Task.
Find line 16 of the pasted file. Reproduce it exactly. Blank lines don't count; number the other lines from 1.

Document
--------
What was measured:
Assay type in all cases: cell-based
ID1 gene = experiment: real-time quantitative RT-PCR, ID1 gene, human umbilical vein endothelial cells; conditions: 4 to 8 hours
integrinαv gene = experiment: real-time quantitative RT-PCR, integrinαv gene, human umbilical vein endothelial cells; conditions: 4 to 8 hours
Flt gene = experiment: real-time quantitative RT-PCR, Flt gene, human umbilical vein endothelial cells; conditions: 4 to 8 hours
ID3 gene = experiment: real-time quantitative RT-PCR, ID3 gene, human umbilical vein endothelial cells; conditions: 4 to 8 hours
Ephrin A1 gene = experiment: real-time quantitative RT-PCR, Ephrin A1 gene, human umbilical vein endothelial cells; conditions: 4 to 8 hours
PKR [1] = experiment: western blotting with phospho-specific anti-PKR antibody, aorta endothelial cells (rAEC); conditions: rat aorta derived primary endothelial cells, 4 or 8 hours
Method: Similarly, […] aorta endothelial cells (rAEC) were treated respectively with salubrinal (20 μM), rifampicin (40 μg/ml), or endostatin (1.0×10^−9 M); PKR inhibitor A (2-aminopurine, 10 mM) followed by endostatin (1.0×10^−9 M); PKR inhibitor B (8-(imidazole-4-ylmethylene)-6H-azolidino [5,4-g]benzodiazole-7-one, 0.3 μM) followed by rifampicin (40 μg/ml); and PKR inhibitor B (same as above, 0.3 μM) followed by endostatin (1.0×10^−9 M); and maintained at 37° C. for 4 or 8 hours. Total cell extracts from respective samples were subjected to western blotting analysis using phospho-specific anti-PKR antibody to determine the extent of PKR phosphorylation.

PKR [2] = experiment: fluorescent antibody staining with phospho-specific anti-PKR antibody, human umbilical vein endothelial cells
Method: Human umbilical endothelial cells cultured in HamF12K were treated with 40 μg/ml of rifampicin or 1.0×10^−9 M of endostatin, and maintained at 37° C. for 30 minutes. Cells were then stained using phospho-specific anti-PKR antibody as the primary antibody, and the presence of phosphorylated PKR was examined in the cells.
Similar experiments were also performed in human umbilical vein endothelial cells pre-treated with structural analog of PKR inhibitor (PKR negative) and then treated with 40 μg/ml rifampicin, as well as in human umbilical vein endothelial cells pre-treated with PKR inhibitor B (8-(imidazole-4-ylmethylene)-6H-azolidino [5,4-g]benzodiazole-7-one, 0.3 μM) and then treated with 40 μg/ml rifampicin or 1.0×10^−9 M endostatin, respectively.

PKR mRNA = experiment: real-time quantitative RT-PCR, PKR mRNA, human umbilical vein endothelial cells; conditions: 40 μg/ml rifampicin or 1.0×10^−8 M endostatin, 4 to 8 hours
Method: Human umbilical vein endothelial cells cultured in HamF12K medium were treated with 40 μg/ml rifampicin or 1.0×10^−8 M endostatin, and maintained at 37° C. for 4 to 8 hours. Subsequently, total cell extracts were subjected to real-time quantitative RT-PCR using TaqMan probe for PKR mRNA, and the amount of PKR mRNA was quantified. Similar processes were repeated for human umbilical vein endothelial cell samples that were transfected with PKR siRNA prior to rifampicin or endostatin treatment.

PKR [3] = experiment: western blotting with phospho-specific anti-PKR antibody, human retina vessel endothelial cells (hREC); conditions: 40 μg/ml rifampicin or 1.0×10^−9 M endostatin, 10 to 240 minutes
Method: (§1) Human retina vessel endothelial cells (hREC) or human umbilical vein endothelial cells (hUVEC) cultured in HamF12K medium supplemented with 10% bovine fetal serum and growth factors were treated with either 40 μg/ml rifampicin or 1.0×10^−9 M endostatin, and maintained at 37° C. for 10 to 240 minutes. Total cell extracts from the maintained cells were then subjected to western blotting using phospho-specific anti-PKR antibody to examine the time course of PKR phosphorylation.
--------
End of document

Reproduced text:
Method: (§1) Human retina vessel endothelial cells (hREC) or human umbilical vein endothelial cells (hUVEC) cultured in HamF12K medium supplemented with 10% bovine fetal serum and growth factors were treated with either 40 μg/ml rifampicin or 1.0×10^−9 M endostatin, and maintained at 37° C. for 10 to 240 minutes. Total cell extracts from the maintained cells were then subjected to western blotting using phospho-specific anti-PKR antibody to examine the time course of PKR phosphorylation.